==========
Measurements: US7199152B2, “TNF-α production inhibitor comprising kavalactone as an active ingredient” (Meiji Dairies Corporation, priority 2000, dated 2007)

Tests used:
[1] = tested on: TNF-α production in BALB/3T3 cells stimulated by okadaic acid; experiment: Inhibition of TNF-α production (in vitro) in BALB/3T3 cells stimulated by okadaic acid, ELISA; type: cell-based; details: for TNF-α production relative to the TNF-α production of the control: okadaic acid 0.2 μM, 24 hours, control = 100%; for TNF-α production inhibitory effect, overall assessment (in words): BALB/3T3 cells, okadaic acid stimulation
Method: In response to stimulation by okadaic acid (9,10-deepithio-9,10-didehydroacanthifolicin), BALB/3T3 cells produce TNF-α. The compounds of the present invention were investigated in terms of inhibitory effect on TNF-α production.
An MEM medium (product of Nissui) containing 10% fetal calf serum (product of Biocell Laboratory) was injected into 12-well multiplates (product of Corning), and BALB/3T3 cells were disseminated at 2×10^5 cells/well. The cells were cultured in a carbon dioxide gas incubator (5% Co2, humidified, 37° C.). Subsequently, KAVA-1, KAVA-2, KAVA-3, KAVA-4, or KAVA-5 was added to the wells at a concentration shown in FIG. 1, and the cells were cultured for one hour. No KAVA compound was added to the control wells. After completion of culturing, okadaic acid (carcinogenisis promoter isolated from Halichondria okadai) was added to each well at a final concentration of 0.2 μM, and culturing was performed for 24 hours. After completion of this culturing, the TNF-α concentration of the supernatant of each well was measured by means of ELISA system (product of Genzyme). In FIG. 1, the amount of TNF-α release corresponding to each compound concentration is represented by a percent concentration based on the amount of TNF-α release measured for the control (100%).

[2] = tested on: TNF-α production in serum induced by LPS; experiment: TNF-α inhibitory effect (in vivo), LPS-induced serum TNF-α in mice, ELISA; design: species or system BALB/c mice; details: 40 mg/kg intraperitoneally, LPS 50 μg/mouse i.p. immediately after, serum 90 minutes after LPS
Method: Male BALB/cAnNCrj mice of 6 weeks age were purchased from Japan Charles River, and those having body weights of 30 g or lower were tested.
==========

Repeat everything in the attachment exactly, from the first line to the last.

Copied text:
Measurements: US7199152B2, “TNF-α production inhibitor comprising kavalactone as an active ingredient” (Meiji Dairies Corporation, priority 2000, dated 2007)

Tests used:
[1] = tested on: TNF-α production in BALB/3T3 cells stimulated by okadaic acid; experiment: Inhibition of TNF-α production (in vitro) in BALB/3T3 cells stimulated by okadaic acid, ELISA; type: cell-based; details: for TNF-α production relative to the TNF-α production of the control: okadaic acid 0.2 μM, 24 hours, control = 100%; for TNF-α production inhibitory effect, overall assessment (in words): BALB/3T3 cells, okadaic acid stimulation
Method: In response to stimulation by okadaic acid (9,10-deepithio-9,10-didehydroacanthifolicin), BALB/3T3 cells produce TNF-α. The compounds of the present invention were investigated in terms of inhibitory effect on TNF-α production.
An MEM medium (product of Nissui) containing 10% fetal calf serum (product of Biocell Laboratory) was injected into 12-well multiplates (product of Corning), and BALB/3T3 cells were disseminated at 2×10^5 cells/well. The cells were cultured in a carbon dioxide gas incubator (5% Co2, humidified, 37° C.). Subsequently, KAVA-1, KAVA-2, KAVA-3, KAVA-4, or KAVA-5 was added to the wells at a concentration shown in FIG. 1, and the cells were cultured for one hour. No KAVA compound was added to the control wells. After completion of culturing, okadaic acid (carcinogenisis promoter isolated from Halichondria okadai) was added to each well at a final concentration of 0.2 μM, and culturing was performed for 24 hours. After completion of this culturing, the TNF-α concentration of the supernatant of each well was measured by means of ELISA system (product of Genzyme). In FIG. 1, the amount of TNF-α release corresponding to each compound concentration is represented by a percent concentration based on the amount of TNF-α release measured for the control (100%).

[2] = tested on: TNF-α production in serum induced by LPS; experiment: TNF-α inhibitory effect (in vivo), LPS-induced serum TNF-α in mice, ELISA; design: species or system BALB/c mice; details: 40 mg/kg intraperitoneally, LPS 50 μg/mouse i.p. immediately after, serum 90 minutes after LPS
Method: Male BALB/cAnNCrj mice of 6 weeks age were purchased from Japan Charles River, and those having body weights of 30 g or lower were tested.